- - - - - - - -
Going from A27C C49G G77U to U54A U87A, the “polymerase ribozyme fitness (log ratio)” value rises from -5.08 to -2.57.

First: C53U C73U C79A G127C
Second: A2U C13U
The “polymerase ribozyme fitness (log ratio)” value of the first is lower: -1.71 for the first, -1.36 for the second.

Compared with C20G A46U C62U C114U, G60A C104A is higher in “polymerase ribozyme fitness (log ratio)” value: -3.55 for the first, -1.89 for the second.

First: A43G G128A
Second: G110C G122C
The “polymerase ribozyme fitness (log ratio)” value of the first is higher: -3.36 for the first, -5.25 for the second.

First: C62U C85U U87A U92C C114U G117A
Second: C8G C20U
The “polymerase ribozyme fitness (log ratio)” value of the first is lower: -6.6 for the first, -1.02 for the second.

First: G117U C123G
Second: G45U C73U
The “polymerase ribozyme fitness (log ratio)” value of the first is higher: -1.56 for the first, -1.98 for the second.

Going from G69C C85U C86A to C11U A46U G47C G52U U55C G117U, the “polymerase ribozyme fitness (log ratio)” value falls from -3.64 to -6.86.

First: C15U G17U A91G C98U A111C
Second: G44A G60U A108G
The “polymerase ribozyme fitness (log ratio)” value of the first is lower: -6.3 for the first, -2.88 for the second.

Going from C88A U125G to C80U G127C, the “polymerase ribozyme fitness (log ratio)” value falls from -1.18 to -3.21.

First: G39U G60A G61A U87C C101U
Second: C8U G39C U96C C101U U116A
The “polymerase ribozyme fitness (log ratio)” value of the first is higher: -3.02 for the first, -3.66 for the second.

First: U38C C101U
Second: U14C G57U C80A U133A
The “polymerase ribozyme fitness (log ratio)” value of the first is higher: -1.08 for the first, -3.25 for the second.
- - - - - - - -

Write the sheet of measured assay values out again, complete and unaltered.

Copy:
Going from A27C C49G G77U to U54A U87A, the “polymerase ribozyme fitness (log ratio)” value rises from -5.08 to -2.57.

First: C53U C73U C79A G127C
Second: A2U C13U
The “polymerase ribozyme fitness (log ratio)” value of the first is lower: -1.71 for the first, -1.36 for the second.

Compared with C20G A46U C62U C114U, G60A C104A is higher in “polymerase ribozyme fitness (log ratio)” value: -3.55 for the first, -1.89 for the second.

First: A43G G128A
Second: G110C G122C
The “polymerase ribozyme fitness (log ratio)” value of the first is higher: -3.36 for the first, -5.25 for the second.

First: C62U C85U U87A U92C C114U G117A
Second: C8G C20U
The “polymerase ribozyme fitness (log ratio)” value of the first is lower: -6.6 for the first, -1.02 for the second.

First: G117U C123G
Second: G45U C73U
The “polymerase ribozyme fitness (log ratio)” value of the first is higher: -1.56 for the first, -1.98 for the second.

Going from G69C C85U C86A to C11U A46U G47C G52U U55C G117U, the “polymerase ribozyme fitness (log ratio)” value falls from -3.64 to -6.86.

First: C15U G17U A91G C98U A111C
Second: G44A G60U A108G
The “polymerase ribozyme fitness (log ratio)” value of the first is lower: -6.3 for the first, -2.88 for the second.

Going from C88A U125G to C80U G127C, the “polymerase ribozyme fitness (log ratio)” value falls from -1.18 to -3.21.

First: G39U G60A G61A U87C C101U
Second: C8U G39C U96C C101U U116A
The “polymerase ribozyme fitness (log ratio)” value of the first is higher: -3.02 for the first, -3.66 for the second.

First: U38C C101U
Second: U14C G57U C80A U133A
The “polymerase ribozyme fitness (log ratio)” value of the first is higher: -1.08 for the first, -3.25 for the second.